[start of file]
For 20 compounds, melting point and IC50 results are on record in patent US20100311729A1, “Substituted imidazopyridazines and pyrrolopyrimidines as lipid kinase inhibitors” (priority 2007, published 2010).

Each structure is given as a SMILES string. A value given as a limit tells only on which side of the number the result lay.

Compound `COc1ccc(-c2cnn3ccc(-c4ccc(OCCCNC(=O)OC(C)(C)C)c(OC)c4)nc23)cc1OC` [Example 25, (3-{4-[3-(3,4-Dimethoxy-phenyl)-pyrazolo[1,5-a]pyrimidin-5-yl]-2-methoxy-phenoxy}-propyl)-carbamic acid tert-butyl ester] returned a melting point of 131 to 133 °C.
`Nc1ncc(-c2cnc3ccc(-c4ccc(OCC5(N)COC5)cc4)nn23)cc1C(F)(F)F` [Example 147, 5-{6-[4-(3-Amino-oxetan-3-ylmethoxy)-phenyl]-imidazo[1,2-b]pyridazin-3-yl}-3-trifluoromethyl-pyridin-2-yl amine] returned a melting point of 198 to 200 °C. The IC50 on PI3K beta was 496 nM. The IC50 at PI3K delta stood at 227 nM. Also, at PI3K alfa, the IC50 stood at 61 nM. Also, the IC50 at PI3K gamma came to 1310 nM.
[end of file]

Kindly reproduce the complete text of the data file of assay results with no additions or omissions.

For 20 compounds, melting point and IC50 results are on record in patent US20100311729A1, “Substituted imidazopyridazines and pyrrolopyrimidines as lipid kinase inhibitors” (priority 2007, published 2010).

Each structure is given as a SMILES string. A value given as a limit tells only on which side of the number the result lay.

Compound `COc1ccc(-c2cnn3ccc(-c4ccc(OCCCNC(=O)OC(C)(C)C)c(OC)c4)nc23)cc1OC` [Example 25, (3-{4-[3-(3,4-Dimethoxy-phenyl)-pyrazolo[1,5-a]pyrimidin-5-yl]-2-methoxy-phenoxy}-propyl)-carbamic acid tert-butyl ester] returned a melting point of 131 to 133 °C.
`Nc1ncc(-c2cnc3ccc(-c4ccc(OCC5(N)COC5)cc4)nn23)cc1C(F)(F)F` [Example 147, 5-{6-[4-(3-Amino-oxetan-3-ylmethoxy)-phenyl]-imidazo[1,2-b]pyridazin-3-yl}-3-trifluoromethyl-pyridin-2-yl amine] returned a melting point of 198 to 200 °C. The IC50 on PI3K beta was 496 nM. The IC50 at PI3K delta stood at 227 nM. Also, at PI3K alfa, the IC50 stood at 61 nM. Also, the IC50 at PI3K gamma came to 1310 nM.